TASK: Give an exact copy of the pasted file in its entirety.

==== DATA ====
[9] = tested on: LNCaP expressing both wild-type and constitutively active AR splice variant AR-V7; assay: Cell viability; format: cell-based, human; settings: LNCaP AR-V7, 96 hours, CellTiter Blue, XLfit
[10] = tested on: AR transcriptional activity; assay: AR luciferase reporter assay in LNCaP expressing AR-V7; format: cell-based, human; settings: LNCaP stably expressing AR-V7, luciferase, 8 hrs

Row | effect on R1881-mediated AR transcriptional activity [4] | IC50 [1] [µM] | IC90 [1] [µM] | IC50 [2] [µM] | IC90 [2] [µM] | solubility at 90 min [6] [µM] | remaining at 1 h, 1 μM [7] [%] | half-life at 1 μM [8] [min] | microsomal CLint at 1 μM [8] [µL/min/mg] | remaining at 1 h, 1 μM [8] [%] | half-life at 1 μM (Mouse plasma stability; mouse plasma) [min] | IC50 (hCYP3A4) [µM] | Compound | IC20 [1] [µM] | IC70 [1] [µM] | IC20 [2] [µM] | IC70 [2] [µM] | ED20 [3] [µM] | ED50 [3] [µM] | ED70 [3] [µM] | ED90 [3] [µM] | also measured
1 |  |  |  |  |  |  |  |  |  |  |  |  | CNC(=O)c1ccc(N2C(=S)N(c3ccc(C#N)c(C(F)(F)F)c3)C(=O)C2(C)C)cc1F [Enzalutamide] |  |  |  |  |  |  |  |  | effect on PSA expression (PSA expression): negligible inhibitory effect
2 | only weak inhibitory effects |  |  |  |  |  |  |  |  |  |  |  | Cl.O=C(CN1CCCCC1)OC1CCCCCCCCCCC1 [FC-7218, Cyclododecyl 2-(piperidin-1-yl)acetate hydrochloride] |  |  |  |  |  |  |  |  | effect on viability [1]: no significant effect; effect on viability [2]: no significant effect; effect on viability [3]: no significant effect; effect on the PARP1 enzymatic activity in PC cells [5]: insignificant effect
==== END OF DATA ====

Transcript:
[9] = tested on: LNCaP expressing both wild-type and constitutively active AR splice variant AR-V7; assay: Cell viability; format: cell-based, human; settings: LNCaP AR-V7, 96 hours, CellTiter Blue, XLfit
[10] = tested on: AR transcriptional activity; assay: AR luciferase reporter assay in LNCaP expressing AR-V7; format: cell-based, human; settings: LNCaP stably expressing AR-V7, luciferase, 8 hrs

Row | effect on R1881-mediated AR transcriptional activity [4] | IC50 [1] [µM] | IC90 [1] [µM] | IC50 [2] [µM] | IC90 [2] [µM] | solubility at 90 min [6] [µM] | remaining at 1 h, 1 μM [7] [%] | half-life at 1 μM [8] [min] | microsomal CLint at 1 μM [8] [µL/min/mg] | remaining at 1 h, 1 μM [8] [%] | half-life at 1 μM (Mouse plasma stability; mouse plasma) [min] | IC50 (hCYP3A4) [µM] | Compound | IC20 [1] [µM] | IC70 [1] [µM] | IC20 [2] [µM] | IC70 [2] [µM] | ED20 [3] [µM] | ED50 [3] [µM] | ED70 [3] [µM] | ED90 [3] [µM] | also measured
1 |  |  |  |  |  |  |  |  |  |  |  |  | CNC(=O)c1ccc(N2C(=S)N(c3ccc(C#N)c(C(F)(F)F)c3)C(=O)C2(C)C)cc1F [Enzalutamide] |  |  |  |  |  |  |  |  | effect on PSA expression (PSA expression): negligible inhibitory effect
2 | only weak inhibitory effects |  |  |  |  |  |  |  |  |  |  |  | Cl.O=C(CN1CCCCC1)OC1CCCCCCCCCCC1 [FC-7218, Cyclododecyl 2-(piperidin-1-yl)acetate hydrochloride] |  |  |  |  |  |  |  |  | effect on viability [1]: no significant effect; effect on viability [2]: no significant effect; effect on viability [3]: no significant effect; effect on the PARP1 enzymatic activity in PC cells [5]: insignificant effect